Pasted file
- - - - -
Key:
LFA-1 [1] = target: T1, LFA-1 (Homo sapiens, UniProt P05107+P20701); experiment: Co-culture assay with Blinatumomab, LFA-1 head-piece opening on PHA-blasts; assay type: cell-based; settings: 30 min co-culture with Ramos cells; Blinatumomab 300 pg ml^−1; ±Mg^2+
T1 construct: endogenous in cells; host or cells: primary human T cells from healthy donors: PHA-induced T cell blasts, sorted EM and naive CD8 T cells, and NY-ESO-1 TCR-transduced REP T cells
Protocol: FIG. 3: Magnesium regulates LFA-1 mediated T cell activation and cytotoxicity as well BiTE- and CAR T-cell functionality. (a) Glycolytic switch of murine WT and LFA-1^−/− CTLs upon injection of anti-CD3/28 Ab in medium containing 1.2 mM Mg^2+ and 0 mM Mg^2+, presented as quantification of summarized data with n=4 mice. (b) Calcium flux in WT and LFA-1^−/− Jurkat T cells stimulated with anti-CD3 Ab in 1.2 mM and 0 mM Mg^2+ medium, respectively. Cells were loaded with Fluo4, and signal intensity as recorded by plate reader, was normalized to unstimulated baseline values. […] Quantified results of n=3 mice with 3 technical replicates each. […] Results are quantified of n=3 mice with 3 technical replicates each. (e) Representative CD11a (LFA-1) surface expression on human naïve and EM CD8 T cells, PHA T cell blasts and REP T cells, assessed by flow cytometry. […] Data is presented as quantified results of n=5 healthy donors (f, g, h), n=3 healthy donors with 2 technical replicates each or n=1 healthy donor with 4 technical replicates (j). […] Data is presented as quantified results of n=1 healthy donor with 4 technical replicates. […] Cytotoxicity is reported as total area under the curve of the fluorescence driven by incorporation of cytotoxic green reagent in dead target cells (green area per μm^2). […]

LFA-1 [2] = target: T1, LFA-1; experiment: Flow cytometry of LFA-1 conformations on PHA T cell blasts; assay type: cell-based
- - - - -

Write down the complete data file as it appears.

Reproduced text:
Key:
LFA-1 [1] = target: T1, LFA-1 (Homo sapiens, UniProt P05107+P20701); experiment: Co-culture assay with Blinatumomab, LFA-1 head-piece opening on PHA-blasts; assay type: cell-based; settings: 30 min co-culture with Ramos cells; Blinatumomab 300 pg ml^−1; ±Mg^2+
T1 construct: endogenous in cells; host or cells: primary human T cells from healthy donors: PHA-induced T cell blasts, sorted EM and naive CD8 T cells, and NY-ESO-1 TCR-transduced REP T cells
Protocol: FIG. 3: Magnesium regulates LFA-1 mediated T cell activation and cytotoxicity as well BiTE- and CAR T-cell functionality. (a) Glycolytic switch of murine WT and LFA-1^−/− CTLs upon injection of anti-CD3/28 Ab in medium containing 1.2 mM Mg^2+ and 0 mM Mg^2+, presented as quantification of summarized data with n=4 mice. (b) Calcium flux in WT and LFA-1^−/− Jurkat T cells stimulated with anti-CD3 Ab in 1.2 mM and 0 mM Mg^2+ medium, respectively. Cells were loaded with Fluo4, and signal intensity as recorded by plate reader, was normalized to unstimulated baseline values. […] Quantified results of n=3 mice with 3 technical replicates each. […] Results are quantified of n=3 mice with 3 technical replicates each. (e) Representative CD11a (LFA-1) surface expression on human naïve and EM CD8 T cells, PHA T cell blasts and REP T cells, assessed by flow cytometry. […] Data is presented as quantified results of n=5 healthy donors (f, g, h), n=3 healthy donors with 2 technical replicates each or n=1 healthy donor with 4 technical replicates (j). […] Data is presented as quantified results of n=1 healthy donor with 4 technical replicates. […] Cytotoxicity is reported as total area under the curve of the fluorescence driven by incorporation of cytotoxic green reagent in dead target cells (green area per μm^2). […]

LFA-1 [2] = target: T1, LFA-1; experiment: Flow cytometry of LFA-1 conformations on PHA T cell blasts; assay type: cell-based